Since the start of Russia's war on Ukraine, out of Ukraine’s 7.5 million children, 4.8 million have been forced to flee, with 2 million having fled abroad and 2.8 million displaced internally. (23) Refugee and internally displaced children (particularly those who are unaccompanied) are especially vulnerable to exploitation in the worst forms of child labor. (24,25) In particular, children with disabilities, stateless children, children from Roma or other minority groups, children forcibly transferred to Russia, and homeless, orphaned, and poor children, especially those living in state-run institutions, run a bigger risk of falling victim to human trafficking and sexual and labor exploitation. (19,26,27) Education was disrupted for more than 5.7 million Ukrainian children as schools shut down as a result of Russia's full-scale invasion of Ukraine. (19,20,23,27) National online education platforms were available to school-age children; however, access to these services was a challenge due to the lack of electricity and Internet as a result of Russia's deliberate targeting of civilian energy, electricity, and telecommunications infrastructure. (19,27,28) In addition, children had limited access to schooling due to security issues, non-functioning of in-person schooling, and damage to school infrastructure due to Russia's attacks on civilian infrastructure. (19,20,28,29) In Russia-occupied Crimea, education standards introduced by the Russian Federation have limited the rights of ethnic Ukrainians and Crimean Tatars to receive education in their native language. (17,19,30)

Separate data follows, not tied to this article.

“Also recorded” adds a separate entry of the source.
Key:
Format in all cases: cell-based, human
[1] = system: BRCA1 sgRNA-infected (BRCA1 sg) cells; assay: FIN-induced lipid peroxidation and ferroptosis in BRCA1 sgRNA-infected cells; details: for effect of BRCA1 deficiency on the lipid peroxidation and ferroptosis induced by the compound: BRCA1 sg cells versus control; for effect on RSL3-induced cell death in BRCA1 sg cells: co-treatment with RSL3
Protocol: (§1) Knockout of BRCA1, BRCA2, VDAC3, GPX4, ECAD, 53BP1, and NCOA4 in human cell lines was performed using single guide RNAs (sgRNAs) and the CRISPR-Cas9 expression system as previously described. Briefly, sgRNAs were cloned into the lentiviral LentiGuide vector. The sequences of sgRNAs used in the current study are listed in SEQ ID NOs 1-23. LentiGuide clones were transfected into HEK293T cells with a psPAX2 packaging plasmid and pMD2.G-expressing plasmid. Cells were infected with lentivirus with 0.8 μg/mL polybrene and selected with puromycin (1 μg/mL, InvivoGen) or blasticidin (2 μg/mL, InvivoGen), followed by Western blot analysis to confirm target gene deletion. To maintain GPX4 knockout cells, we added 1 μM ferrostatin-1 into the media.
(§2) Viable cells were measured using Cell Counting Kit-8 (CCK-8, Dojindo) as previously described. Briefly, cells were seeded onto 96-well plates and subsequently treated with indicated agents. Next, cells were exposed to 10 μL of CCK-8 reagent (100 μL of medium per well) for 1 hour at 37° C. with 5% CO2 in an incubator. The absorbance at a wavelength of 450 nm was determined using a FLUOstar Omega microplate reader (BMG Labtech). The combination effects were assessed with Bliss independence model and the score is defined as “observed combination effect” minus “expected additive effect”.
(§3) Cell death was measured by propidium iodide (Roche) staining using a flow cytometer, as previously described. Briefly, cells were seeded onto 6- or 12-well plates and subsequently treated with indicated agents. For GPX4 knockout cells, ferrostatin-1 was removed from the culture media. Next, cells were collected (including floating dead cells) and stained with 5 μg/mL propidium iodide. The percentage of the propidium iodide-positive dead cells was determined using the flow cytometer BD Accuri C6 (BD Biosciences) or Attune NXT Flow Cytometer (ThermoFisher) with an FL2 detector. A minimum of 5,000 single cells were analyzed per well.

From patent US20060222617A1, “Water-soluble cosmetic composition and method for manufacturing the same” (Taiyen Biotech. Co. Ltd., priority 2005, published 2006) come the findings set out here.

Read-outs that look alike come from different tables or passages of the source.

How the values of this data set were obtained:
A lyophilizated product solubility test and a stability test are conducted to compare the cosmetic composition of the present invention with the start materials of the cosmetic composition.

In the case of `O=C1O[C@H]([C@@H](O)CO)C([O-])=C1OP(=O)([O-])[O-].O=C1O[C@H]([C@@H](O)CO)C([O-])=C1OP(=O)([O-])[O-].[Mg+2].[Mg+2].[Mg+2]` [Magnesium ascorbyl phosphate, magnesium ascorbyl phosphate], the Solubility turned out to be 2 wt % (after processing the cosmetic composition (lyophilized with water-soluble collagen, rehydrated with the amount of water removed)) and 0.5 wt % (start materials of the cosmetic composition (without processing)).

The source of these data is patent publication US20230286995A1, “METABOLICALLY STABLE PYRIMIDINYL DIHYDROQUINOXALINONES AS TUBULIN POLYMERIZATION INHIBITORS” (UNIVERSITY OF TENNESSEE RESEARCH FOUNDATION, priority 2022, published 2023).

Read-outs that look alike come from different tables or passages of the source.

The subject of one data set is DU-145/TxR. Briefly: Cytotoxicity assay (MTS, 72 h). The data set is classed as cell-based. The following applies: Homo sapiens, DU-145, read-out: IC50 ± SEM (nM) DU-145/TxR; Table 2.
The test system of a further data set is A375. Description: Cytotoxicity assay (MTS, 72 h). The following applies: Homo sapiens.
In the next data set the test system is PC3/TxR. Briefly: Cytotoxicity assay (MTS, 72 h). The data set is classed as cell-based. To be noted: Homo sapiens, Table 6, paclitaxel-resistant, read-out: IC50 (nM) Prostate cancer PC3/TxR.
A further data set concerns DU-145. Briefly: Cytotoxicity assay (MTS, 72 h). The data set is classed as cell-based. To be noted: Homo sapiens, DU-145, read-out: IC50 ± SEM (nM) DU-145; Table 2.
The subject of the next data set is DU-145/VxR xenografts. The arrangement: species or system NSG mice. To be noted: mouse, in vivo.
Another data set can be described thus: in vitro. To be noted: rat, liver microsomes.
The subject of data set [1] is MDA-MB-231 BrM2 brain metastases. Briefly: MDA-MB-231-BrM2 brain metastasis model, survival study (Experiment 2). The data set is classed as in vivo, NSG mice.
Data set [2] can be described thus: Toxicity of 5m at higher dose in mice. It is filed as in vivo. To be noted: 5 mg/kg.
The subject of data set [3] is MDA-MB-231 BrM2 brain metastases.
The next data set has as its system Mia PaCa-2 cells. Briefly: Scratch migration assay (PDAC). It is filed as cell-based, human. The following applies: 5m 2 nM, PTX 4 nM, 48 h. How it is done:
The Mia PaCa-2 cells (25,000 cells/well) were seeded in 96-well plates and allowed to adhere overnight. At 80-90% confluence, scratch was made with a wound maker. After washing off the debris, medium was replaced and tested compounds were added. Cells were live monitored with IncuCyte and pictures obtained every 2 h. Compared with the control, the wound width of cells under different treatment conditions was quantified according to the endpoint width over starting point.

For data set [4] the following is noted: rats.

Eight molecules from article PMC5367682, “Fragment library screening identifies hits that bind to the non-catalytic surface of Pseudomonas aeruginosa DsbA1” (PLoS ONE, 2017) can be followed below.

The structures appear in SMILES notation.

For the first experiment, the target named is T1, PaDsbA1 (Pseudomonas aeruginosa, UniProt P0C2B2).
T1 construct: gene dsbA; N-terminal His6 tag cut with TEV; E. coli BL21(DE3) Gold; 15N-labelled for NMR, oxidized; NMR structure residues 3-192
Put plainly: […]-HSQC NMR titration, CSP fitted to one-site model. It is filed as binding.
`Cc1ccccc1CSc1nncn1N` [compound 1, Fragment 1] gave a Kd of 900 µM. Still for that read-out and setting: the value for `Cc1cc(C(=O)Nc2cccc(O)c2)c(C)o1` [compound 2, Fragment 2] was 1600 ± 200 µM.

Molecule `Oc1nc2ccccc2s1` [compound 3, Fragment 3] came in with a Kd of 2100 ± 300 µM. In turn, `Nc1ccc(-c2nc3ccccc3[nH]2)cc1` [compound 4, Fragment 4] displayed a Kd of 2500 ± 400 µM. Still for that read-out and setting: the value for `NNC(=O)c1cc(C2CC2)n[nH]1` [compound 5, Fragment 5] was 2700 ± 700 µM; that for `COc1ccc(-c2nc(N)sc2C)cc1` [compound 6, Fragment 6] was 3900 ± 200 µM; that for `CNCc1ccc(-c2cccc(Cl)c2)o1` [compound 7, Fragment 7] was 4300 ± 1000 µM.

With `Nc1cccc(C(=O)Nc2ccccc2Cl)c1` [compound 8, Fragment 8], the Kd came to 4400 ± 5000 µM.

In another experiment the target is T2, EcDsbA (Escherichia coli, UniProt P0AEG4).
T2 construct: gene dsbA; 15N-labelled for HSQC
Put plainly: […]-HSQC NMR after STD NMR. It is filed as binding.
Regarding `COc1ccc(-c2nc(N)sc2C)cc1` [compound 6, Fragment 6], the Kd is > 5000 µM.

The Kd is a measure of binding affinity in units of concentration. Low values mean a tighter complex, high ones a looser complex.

Birth registration of children born in Russia-occupied areas remains difficult, which can prevent them from receiving Ukrainian identity documents. (17,19,31,32) This, in turn, puts them at risk of statelessness. (31) Undocumented children, including those born since the start of Russia's war against Ukraine and who have not received their birth certificates, are especially vulnerable to being forcefully transferred to Russia and given Russian citizenship, and Russia's occupying authorities have forced Ukrainians in occupied territories to obtain Russian passports. (19,20) A law adopted in 2018 provides for any civil registry office to issue a Ukrainian birth registration on the basis of a birth certificate issued in Donetsk and Luhansk; however, fewer than half of the children born in these areas are estimated to have obtained a birth certificate issued by the Government of Ukraine. (32) Additionally, up to a third of children from some Roma communities also lack birth registration, impeding their access to education. (17,24)